Jacob Charles Wilson reflects on the photojournalist’s landmark show, a harrowing snapshot of truth, tragedy and symbol
Several of the small, stark, black and white photographic prints at the Don McCullin show at Tate Britain appear almost to mirror the gallery visitors stood before them.
In one picture a crowd has gathered and is staring intently at something just out of the picture – just over our shoulder. People of all ages wear winter coats and expressions of concern across their faces. A pair of women link arms, one covers her mouth while the other gestures towards the scene out of sight. Others are walking away, they’ve seen enough. Several in the crowd are peering through binoculars to get a better look, while one young man carries a camera in his hands. The caption tells the story, it’s 1961 and these people are, as of today, West Berliners seeing, witnessing and capturing the division of a city and of a continent.
There’s a human desire to witness events – even horrific ones. But in the course of events it can often be difficult to determine what exactly is happening. Disasters do not always look like disasters when they appear directly in front of you – a personal tragedy, perhaps, but of world-historical significance? Don McCullin’s work, as a photojournalist, is to do precisely this, to invert vision and turn the personal tragedy into the political symbol and to condense and translate the complexities of history into scenes of personal tragedy. Since 1958 his photographs have illustrated newspapers and magazines across the world. His images have come to define the conflicts in Cambodia, Nigeria, Congo, and Vietnam. It is his image of the shell-shocked US Marine that has come to stand in for the hell of war itself.
Despite this, McCullin disdains the epithets ‘artist’ and ‘war photographer’. But I find it difficult to describe him otherwise, the photographs taken throughout his career are artful, they display craft, sensitivity, and skill in use of the camera. One of the earliest photographs in the exhibition shows a portrait of a young gang-member in a Finsbury Park cafe. It was these early photographs of local gang-members, implicated in the murder of a policeman, that got McCullin his first job at The Observer. McCullin captures him in a shallow focus, the pure white of his face against the black depths of the cafe, his cigarette glows and a whisp of smoke wanders into the dark.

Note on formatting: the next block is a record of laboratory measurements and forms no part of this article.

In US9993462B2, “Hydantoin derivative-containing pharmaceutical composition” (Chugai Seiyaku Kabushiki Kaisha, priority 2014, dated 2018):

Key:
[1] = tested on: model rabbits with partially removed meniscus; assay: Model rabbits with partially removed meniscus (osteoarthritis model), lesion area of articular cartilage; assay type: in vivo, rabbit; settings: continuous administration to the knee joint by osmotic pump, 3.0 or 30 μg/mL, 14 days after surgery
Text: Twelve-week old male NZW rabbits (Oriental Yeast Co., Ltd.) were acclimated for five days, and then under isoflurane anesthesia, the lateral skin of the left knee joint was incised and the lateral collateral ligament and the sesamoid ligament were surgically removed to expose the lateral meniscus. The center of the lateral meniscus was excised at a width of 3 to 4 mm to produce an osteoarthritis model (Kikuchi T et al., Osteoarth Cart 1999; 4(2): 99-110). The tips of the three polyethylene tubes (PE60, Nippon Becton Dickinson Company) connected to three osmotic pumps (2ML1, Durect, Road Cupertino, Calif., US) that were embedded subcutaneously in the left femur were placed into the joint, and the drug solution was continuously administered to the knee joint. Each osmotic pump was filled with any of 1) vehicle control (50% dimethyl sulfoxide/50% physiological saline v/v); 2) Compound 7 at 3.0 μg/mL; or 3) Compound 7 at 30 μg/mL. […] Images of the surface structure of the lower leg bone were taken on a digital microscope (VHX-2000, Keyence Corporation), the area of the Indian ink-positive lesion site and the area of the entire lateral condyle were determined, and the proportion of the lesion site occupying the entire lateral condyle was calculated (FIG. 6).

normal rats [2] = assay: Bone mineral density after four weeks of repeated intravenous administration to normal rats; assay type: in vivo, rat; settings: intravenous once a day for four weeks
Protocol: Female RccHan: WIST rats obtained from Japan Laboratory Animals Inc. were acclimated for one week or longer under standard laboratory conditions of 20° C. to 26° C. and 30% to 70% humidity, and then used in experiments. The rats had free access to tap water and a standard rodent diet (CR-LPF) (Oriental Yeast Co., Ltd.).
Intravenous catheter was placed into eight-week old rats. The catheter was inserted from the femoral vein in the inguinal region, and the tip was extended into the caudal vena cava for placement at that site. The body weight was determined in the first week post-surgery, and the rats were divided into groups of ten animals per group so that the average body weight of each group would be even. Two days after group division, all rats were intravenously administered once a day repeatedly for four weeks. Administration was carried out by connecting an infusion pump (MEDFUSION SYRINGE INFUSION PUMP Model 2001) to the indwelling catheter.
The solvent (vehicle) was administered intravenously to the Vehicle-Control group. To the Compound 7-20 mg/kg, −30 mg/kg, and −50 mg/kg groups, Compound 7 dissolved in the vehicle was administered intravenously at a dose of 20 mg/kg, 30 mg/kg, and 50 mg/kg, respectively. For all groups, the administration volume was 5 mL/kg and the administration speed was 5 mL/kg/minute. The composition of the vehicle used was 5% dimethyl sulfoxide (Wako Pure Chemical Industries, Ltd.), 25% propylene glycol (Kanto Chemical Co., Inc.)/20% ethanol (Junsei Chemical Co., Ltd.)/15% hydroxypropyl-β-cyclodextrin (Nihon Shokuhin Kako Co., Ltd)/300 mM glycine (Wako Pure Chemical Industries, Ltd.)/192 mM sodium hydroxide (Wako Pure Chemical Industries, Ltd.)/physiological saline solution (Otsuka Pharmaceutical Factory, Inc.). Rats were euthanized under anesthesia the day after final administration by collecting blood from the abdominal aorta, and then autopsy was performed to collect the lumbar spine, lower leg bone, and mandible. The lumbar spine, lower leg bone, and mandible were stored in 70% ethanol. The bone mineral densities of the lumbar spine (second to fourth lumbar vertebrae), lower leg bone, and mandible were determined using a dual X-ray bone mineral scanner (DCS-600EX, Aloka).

Later, when McCullin visited battlefields and refugee camps, he would show the same concern for dramatic, emotive composition and sharp tonal contrast. In portraits his style emphasises the texture of protruding veins and ribs and the sheen of polished steel and leather. In scenes of action the same techniques capture the chaotic frenzy of the wounded being rushed to field hospitals and men hurling grenades. In his macabre still lives it becomes difficult to distinguish mud from mulched flesh.
I hesitate, knowing that these scenes are of famine and conflict, to call them beautiful. McCullin also refrains from judging according to beauty. For him a good image is a truthful image, respect lies in presenting the truth, and truth in lack of interference on his behalf. He remarks, with some regret and some pride, that he has only taken a single contrived photograph on a battlefield, when he rearranged the looted possessions of a Việt Cộng soldier.
Here I don’t know if I can agree. The great myth of photography is of its direct access to truth. All photographs are contrived, they are all selective scenes of events, especially so once they’ve been developed, cropped, and selected by editors and curators for print and exhibition. At the same time cameras can tell better stories than people, they can slow down events and capture the details missed in the moment. Photographs and memories aren’t easily separated. And given almost no-one visiting the exhibition will have direct experience of these events, we all make do with what we have – a photographer’s vision of the 20th century.
Perhaps this doubt is why the exhibition includes some of McCullin’s possessions from his time in Vietnam; a number of passports from his 16 trips there, a watch, a compass. But the most intriguing items are his military helmet, covered in scrawled nicknames and slogans, and his Nikon camera, shot through, leaving an inch sized bullet hole right by the viewfinder. McCullin has been ambushed, and only later realised how close he had come to being killed. He keeps the camera as a reminder of his 30 years of miraculous luck on the battlefield.
The bullet hole is a physical reminder that every object and image in the exhibition cannot be separated from the wider story McCullin tells of hardship and horror. It would be wrong, disrespectful even to do so. The breadth of McCullin’s work shows the scale of devastation in the 20th century, while specific places he visited speak of the atrocities of European colonialism and the US imperial strategy of communist ‘containment’. By the end, the flow of the photographs has induced such a profound sense of hopelessness as tragedy builds on tragedy, all I can think of are the images made in my own time. When will I look back and recognise what was always already apparent?